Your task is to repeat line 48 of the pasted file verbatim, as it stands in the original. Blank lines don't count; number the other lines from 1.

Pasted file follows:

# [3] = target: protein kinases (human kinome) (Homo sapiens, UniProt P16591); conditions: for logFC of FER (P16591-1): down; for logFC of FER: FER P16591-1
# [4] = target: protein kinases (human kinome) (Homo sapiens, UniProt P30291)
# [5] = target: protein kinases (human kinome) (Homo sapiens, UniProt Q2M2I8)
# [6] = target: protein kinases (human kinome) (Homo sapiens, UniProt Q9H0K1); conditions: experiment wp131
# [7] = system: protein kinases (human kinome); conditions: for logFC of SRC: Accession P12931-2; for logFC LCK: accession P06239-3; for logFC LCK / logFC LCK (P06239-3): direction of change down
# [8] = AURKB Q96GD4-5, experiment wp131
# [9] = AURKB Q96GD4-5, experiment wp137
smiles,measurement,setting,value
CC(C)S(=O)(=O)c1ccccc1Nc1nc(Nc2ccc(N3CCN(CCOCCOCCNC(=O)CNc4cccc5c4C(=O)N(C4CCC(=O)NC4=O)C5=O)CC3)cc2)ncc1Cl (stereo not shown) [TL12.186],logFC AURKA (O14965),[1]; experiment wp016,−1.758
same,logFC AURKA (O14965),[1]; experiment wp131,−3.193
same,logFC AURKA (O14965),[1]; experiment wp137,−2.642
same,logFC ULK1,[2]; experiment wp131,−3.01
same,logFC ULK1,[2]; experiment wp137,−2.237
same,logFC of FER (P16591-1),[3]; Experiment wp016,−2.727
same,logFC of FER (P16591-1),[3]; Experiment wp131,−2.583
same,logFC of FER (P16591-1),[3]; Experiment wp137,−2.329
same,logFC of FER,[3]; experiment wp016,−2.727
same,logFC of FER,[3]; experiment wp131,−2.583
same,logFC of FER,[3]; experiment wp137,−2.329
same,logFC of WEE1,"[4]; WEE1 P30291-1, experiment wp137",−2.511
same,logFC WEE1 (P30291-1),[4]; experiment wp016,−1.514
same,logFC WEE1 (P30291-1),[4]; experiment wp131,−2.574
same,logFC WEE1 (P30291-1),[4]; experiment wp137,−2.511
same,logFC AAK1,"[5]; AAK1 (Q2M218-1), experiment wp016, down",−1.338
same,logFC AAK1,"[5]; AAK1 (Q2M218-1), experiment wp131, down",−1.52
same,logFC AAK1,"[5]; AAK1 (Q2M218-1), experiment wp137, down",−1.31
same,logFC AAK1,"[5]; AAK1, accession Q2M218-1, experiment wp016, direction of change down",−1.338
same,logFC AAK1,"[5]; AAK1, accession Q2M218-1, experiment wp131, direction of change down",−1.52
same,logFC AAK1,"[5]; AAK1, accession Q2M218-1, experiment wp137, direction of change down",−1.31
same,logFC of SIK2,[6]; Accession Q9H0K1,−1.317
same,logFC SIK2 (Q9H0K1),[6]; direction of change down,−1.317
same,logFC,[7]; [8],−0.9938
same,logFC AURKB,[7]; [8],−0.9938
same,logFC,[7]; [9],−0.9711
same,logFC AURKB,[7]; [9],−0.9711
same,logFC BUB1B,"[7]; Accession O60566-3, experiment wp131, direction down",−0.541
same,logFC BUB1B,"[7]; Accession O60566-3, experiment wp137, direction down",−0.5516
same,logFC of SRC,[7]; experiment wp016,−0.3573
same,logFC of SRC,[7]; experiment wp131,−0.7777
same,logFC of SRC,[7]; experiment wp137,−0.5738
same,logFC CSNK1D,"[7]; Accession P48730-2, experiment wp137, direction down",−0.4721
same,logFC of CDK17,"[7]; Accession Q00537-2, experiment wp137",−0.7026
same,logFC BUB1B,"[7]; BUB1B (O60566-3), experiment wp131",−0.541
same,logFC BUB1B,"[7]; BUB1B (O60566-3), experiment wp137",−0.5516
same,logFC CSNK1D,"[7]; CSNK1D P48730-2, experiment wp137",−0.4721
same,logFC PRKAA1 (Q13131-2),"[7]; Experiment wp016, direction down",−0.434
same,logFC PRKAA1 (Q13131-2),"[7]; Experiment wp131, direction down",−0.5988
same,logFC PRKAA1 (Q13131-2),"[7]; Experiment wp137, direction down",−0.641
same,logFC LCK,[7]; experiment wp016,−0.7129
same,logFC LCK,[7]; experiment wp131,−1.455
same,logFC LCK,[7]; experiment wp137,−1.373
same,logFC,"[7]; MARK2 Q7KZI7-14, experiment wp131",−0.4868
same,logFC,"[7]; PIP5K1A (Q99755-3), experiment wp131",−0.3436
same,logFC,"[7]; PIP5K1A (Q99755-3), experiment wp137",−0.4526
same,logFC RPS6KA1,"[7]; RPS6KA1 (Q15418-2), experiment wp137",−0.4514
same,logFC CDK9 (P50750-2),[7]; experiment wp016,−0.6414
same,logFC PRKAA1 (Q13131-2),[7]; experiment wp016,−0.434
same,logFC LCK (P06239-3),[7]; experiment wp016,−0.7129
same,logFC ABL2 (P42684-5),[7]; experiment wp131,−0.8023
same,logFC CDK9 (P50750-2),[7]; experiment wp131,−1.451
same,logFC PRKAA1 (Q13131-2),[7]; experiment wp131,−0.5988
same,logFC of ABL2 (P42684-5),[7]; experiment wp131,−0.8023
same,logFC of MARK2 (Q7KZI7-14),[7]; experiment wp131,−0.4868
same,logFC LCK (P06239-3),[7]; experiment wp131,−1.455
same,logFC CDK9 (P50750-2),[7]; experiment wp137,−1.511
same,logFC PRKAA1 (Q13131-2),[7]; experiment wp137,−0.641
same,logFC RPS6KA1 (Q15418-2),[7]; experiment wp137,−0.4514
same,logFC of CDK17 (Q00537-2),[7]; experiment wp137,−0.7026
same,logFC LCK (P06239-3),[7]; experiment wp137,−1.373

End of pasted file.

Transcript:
same,logFC PRKAA1 (Q13131-2),"[7]; Experiment wp137, direction down",−0.641